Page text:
well a solo is also the same as the pinnacle or crescendo just before the cadence, the usual purpose being to bring the energy of the song right up before the end of the song (after all if the end of the song is flat you are less likely to get the same response from an audience compared to the cadence in many of Beethoven's works)  

Re: Integrality of the Guitar Solo
November 18, 2006, 12:17:53 AM
Quote

*coughslayercough*


Actually Slayer's solos usually go out of the way to be out of tune and chromatic to add intesity to the music.  It's meant to be an addition to the song and not an ego thing, even if you think it's a dumb addition.  

I do think it's lame that he does the exact same kind of solos everytime though.

Re: Integrality of the Guitar Solo
November 18, 2006, 12:58:52 AM
I always liked the lead rhythm melody playing as in Burzum's "Key to the Gate." That's a more mature view of the solo, which can be done well, and in my view Morbid Angel and Deicide are its masters.

ICONOCLAST_IS_GOD

Re: Integrality of the Guitar Solo
November 18, 2006, 01:14:16 AM
Quote

Actually Slayer's solos usually go out of the way to be out of tune and chromatic to add intesity to the music.  It's meant to be an addition to the song and not an ego thing, even if you think it's a dumb addition.  

I do think it's lame that he does the exact same kind of solos everytime though.


I'm not really a huge fan of slayer, but songs I do like usually are ruined by a horrible solo-- reign in blood is the best example.  The solo towards the end is just atrocious.  It is noise.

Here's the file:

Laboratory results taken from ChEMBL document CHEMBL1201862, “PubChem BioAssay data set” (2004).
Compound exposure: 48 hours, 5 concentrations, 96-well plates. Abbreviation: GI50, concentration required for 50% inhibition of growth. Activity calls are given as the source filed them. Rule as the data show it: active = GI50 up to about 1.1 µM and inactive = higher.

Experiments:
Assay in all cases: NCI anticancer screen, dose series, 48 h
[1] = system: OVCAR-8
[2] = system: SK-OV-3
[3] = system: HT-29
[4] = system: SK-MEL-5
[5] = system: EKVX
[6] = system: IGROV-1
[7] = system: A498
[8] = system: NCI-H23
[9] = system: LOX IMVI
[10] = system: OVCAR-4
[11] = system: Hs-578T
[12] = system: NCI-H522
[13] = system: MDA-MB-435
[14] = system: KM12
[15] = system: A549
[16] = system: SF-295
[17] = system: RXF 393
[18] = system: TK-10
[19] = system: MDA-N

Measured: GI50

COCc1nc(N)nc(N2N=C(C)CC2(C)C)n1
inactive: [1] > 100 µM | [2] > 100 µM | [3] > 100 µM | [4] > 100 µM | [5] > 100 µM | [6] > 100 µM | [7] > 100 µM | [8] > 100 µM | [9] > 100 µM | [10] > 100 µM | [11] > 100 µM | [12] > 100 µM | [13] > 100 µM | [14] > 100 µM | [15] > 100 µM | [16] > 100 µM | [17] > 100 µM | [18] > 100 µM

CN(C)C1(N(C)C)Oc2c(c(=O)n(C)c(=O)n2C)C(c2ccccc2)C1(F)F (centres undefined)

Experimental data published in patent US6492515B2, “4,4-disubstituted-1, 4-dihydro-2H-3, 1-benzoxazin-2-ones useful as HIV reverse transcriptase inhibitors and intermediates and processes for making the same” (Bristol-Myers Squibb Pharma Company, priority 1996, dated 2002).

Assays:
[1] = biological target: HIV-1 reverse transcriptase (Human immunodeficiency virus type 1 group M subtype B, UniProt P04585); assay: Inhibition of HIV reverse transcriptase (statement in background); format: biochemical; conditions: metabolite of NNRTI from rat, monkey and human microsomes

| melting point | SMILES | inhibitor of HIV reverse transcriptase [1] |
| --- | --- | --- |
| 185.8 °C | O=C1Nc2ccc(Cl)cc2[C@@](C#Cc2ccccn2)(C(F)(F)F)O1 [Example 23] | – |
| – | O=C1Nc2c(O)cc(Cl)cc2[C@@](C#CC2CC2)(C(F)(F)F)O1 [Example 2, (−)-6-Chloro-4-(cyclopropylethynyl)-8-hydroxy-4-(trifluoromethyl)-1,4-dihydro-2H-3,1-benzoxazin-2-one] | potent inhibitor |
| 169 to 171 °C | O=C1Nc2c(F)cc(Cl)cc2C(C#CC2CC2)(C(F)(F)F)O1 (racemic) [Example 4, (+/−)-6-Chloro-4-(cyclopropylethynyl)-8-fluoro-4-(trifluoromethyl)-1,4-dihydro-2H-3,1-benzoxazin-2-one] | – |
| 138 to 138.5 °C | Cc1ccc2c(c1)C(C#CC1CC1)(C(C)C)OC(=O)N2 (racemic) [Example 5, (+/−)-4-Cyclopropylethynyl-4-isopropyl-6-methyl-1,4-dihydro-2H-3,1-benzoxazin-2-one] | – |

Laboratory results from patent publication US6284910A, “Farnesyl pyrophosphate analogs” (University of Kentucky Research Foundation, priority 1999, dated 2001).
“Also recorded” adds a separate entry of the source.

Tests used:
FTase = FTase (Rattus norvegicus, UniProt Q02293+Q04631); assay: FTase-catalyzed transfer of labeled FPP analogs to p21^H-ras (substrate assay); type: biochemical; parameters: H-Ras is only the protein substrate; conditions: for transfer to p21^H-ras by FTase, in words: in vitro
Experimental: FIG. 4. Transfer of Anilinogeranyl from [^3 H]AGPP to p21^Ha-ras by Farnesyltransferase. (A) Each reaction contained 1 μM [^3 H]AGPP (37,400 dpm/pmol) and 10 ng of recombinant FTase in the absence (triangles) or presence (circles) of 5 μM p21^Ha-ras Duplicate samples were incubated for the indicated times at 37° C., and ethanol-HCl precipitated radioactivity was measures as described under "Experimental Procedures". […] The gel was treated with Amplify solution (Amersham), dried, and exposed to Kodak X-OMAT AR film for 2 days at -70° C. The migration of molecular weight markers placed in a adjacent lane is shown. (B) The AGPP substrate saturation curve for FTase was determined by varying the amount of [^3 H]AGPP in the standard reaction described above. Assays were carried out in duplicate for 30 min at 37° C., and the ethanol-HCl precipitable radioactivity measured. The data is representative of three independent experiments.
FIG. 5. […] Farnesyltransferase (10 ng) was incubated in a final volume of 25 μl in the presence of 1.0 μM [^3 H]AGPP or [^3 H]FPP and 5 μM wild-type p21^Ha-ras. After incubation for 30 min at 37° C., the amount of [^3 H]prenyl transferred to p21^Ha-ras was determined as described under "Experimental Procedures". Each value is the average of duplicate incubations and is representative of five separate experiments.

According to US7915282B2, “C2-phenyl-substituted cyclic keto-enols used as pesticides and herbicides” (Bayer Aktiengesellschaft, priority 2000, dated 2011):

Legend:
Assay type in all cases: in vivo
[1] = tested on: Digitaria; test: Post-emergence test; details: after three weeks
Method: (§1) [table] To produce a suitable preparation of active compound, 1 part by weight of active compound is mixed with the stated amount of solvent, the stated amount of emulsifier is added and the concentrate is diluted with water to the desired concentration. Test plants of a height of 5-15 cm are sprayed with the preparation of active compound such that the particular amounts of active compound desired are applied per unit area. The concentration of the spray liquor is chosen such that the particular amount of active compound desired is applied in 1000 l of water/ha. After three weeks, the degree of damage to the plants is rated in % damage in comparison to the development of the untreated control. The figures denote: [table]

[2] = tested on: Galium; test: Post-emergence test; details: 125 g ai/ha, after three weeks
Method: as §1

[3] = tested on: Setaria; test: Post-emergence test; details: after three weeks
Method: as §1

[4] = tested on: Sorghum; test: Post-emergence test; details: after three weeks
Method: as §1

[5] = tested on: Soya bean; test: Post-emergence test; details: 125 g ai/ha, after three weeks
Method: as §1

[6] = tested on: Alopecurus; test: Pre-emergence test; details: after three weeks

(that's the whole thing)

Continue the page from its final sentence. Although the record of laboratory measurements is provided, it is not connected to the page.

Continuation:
Re: Integrality of the Guitar Solo
November 18, 2006, 01:48:08 AM
Im a guitarist in a grindcore band and i dont really think that "solos" are very important.  I think that can add interesting points to a song but I think too many metal bands think that they have to have a solo in the song when really it has just turned into an egotistical way to play a song.

Re: Integrality of the Guitar Solo
November 18, 2006, 03:17:12 AM
I think solos are good if they are emotional, musicial or help the feel of the music, but if you are just showing off how good you can play, then you are missing the point of what music is about.  

Also, it's an over-used tool and if everyone stopped doing it now, it wouldn't do any harm to the progression of music.  There are other tools to be used.

Re: Integrality of the Guitar Solo
November 19, 2006, 10:18:23 AM
The solo on Immortal's Frozen by Icewinds is a good example of the solo being used to take the song to another level, to add to the chaos. It is just the right length as well, and it avoids the pitfalls of being a cock sucking fest. It goes with the music and then takes it to another level until ending with chaos and noise. And it comes out of nowhere rather than having the purpose of just killing time.